Unregulated financial advisers are fleecing investors in the United Arab Emirates (UAE), according to financial watchdogs.
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As a result, financial regulator the Securities and Commodities Authority (SCA) is warning investors to check out their advisers before handing over any cash.
Investors can search the credentials of their advisers online through the SCA web site.
In a statement, the SCA has warned investors that they could lose their cash if dealing with unauthorised financial advisers as they have no legal rights under money protection schemes.
The warning follows a flood of complaints from investors about shady deals, unfair fees and investment opportunities that do not exist.
Many of the investors are expats unfamiliar with financial matters in the UAE.
“Investors should only deal with financial advisers and analysts licensed by the SCA for their own protection,” said an SCA spokesman.
Startup company risks
The SCA has also recently run a forum to help investors putting money into risky ventures like startup companies in the UAE.
Financial experts told investors that taking an equity stake in a new company is riskier than investing in an established business.
Two points were highlighted:
- Startups have no business history for due diligence scrutiny, so investors cannot look at past performance as an indicator of whether the company has a market or the managers can deliver to targets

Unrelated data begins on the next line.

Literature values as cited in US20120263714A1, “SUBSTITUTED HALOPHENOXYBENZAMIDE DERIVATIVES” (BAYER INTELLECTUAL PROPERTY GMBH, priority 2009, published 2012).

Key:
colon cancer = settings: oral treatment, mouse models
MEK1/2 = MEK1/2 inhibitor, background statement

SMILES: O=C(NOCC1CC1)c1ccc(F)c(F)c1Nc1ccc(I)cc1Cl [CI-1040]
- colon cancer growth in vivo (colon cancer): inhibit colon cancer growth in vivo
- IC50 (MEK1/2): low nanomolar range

- Figures are based on assumptions that may not be realistic and if an investor is not an expert in the business sector, they may not fully realise the risk involved in backing a startup with their cash
The forum heard that Dubai has a booming economy with a high number of startup business looking for funding from outside investors.
However, a large number of these businesses fail in the early years and many investors have been disappointed that their money was not spent on growing the business, but funding lavish offices and too many staff.
The forum cautioned investors in startups that just because the SCA has sanctioned a share issue does not mean the company has been approved or endorsed in any way and that investors still need to undertake their own due diligence.
“Issuing a prospectus does not mean the information or business proposals inside are guaranteed by the SCA,” said an SCA spokesman.
“Investors still carry the risk and have no call on the SCA for compensation if the company fails.”
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